SAMOA AIR APPLIES FOR LANDING RIGHTS IN ASAU, SAVAI‘I

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By Fili Sagapolutele Special to the Pacific islands Report

PAGO PAGO, American Samoa (April 26, 2000)---A commuter airline based in American Samoa is seeking the government of Samoa’s approval for landing rights at Asau airstrip on Samoa's big island of Savai‘i.

If the application is granted, Samoa Air's station manager in Apia, Billy Meredith, said the carrier will start providing charter flights from Pago Pago International Airport to the airstrip on the western side of Savai‘i.

In a telephone interview from Samoa's capital of Apia, Meredith said their 21-day notice seeking landing rights on Asau on a charter basis is in the hands of the government and, if granted, would serve the needs of StarKist Samoa.

StarKist Samoa is currently negotiating with the Samoa government and the Asau Village Council to set up a processing plant in the independent state.

The airline tested the Asau runway with a StarKist Samoa charter flight two weeks ago. The plane landed at Maota Airport first, on the eastern side of Savai‘i, to clear customs and immigration before proceeding on to Asau.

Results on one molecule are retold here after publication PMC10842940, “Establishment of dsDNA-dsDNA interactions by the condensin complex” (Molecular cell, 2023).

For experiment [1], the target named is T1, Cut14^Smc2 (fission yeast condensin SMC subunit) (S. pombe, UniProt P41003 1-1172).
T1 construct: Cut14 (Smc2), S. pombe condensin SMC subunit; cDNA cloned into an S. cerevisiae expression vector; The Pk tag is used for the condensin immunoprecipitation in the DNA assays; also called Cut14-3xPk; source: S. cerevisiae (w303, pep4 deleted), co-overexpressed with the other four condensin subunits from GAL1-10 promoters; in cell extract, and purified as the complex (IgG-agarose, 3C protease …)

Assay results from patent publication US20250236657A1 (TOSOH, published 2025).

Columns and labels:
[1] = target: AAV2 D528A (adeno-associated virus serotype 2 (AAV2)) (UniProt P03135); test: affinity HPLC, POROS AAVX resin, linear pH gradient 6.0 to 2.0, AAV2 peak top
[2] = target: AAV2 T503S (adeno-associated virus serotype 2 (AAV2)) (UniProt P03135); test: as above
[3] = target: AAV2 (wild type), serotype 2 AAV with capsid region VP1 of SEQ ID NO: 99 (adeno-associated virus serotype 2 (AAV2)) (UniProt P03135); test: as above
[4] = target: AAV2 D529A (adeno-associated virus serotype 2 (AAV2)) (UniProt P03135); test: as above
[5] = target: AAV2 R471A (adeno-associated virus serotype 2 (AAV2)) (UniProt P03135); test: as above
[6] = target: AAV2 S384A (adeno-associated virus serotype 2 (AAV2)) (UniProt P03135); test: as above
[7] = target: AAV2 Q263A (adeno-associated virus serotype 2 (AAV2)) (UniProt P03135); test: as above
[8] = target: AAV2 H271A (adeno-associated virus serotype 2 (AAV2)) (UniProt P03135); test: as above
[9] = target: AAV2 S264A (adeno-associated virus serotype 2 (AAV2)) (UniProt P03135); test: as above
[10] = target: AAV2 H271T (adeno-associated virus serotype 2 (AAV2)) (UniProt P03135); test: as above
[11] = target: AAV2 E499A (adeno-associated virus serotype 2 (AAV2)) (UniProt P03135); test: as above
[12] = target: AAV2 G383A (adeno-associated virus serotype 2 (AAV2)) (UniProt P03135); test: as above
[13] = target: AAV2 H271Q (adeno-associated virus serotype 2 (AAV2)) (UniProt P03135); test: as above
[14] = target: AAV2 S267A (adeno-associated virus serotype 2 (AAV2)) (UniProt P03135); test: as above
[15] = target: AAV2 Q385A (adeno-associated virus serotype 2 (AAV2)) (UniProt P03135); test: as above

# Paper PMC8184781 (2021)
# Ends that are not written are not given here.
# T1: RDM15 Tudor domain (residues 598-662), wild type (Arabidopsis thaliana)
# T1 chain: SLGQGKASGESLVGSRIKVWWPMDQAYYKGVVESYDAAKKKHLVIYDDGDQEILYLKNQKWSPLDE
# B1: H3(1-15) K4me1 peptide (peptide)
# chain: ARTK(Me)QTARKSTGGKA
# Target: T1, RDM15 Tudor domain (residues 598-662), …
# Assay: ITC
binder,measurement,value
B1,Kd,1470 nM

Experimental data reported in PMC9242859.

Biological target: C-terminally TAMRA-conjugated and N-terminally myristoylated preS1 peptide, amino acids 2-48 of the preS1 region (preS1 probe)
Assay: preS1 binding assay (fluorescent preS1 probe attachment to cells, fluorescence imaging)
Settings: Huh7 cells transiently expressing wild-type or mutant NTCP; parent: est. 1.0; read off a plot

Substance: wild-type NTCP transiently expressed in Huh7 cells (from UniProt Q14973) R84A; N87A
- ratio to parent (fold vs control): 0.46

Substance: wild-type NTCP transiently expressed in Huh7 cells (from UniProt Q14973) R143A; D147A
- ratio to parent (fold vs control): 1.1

The airline could use this route to serve Asau now, but Meredith said it would be a cost saving measure if non-stop charter service to Asau is granted. He said the market is not sufficiently large for regularly scheduled air service.

If the Samoa government grants Samoa Air's application, it will pave the way for the setting up of immigration and customs services in Asau and the government to declare the airport an international port of entry from American Samoa.

Samoa Air was first grant landing rights to Maota some two years ago during the term of the late former Prime Minister Tofilau Eti Alesana. It made Maota an international airport, the third port of entry to Samoa from the territory besides Fagalii and Faleolo airports on Samoa's main island of Upolu.

Besides Maota Airport, Samoa Air currently provides daily air service to the Manu‘a Islands group and Fagalii and Faleolo utilizing two twin-otter aircraft.

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